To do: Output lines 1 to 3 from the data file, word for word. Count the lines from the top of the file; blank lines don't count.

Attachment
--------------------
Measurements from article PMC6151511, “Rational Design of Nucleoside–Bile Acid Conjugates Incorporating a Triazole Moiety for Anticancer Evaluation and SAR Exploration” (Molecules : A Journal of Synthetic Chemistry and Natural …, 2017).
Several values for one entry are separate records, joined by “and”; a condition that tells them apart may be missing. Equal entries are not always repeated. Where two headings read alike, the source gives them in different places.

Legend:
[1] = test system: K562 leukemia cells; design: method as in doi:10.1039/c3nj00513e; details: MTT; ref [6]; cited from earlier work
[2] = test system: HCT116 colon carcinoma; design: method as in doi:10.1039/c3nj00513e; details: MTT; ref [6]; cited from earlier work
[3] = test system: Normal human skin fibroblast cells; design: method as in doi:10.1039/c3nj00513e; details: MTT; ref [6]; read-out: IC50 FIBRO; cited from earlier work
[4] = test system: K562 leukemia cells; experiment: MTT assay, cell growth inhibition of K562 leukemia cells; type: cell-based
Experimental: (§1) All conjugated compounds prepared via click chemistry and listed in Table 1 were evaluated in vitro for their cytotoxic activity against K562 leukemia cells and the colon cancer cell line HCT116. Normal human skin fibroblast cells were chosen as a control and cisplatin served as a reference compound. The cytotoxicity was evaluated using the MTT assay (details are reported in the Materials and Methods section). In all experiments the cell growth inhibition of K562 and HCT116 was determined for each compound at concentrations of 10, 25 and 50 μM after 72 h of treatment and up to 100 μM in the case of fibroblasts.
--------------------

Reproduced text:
Measurements from article PMC6151511, “Rational Design of Nucleoside–Bile Acid Conjugates Incorporating a Triazole Moiety for Anticancer Evaluation and SAR Exploration” (Molecules : A Journal of Synthetic Chemistry and Natural …, 2017).
Several values for one entry are separate records, joined by “and”; a condition that tells them apart may be missing. Equal entries are not always repeated. Where two headings read alike, the source gives them in different places.

Legend: